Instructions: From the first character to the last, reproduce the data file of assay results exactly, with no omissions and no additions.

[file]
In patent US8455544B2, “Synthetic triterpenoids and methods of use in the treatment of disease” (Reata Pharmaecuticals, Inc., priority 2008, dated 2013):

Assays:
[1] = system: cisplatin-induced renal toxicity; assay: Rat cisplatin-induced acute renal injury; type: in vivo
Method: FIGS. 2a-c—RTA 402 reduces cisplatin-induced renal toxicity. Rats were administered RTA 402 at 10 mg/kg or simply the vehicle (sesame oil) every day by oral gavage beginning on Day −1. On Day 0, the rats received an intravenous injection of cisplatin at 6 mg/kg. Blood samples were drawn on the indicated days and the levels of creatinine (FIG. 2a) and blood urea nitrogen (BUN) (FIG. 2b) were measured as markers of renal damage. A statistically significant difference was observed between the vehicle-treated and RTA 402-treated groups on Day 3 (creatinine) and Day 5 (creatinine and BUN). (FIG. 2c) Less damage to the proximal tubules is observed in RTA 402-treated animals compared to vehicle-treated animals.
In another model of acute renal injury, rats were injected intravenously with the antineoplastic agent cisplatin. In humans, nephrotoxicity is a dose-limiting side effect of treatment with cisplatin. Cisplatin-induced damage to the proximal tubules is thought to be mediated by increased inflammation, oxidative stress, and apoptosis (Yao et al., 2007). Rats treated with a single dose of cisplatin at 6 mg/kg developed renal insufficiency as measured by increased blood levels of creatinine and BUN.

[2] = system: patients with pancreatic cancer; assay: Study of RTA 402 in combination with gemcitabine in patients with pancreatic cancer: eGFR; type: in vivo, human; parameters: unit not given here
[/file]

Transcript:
In patent US8455544B2, “Synthetic triterpenoids and methods of use in the treatment of disease” (Reata Pharmaecuticals, Inc., priority 2008, dated 2013):

Assays:
[1] = system: cisplatin-induced renal toxicity; assay: Rat cisplatin-induced acute renal injury; type: in vivo
Method: FIGS. 2a-c—RTA 402 reduces cisplatin-induced renal toxicity. Rats were administered RTA 402 at 10 mg/kg or simply the vehicle (sesame oil) every day by oral gavage beginning on Day −1. On Day 0, the rats received an intravenous injection of cisplatin at 6 mg/kg. Blood samples were drawn on the indicated days and the levels of creatinine (FIG. 2a) and blood urea nitrogen (BUN) (FIG. 2b) were measured as markers of renal damage. A statistically significant difference was observed between the vehicle-treated and RTA 402-treated groups on Day 3 (creatinine) and Day 5 (creatinine and BUN). (FIG. 2c) Less damage to the proximal tubules is observed in RTA 402-treated animals compared to vehicle-treated animals.
In another model of acute renal injury, rats were injected intravenously with the antineoplastic agent cisplatin. In humans, nephrotoxicity is a dose-limiting side effect of treatment with cisplatin. Cisplatin-induced damage to the proximal tubules is thought to be mediated by increased inflammation, oxidative stress, and apoptosis (Yao et al., 2007). Rats treated with a single dose of cisplatin at 6 mg/kg developed renal insufficiency as measured by increased blood levels of creatinine and BUN.

[2] = system: patients with pancreatic cancer; assay: Study of RTA 402 in combination with gemcitabine in patients with pancreatic cancer: eGFR; type: in vivo, human; parameters: unit not given here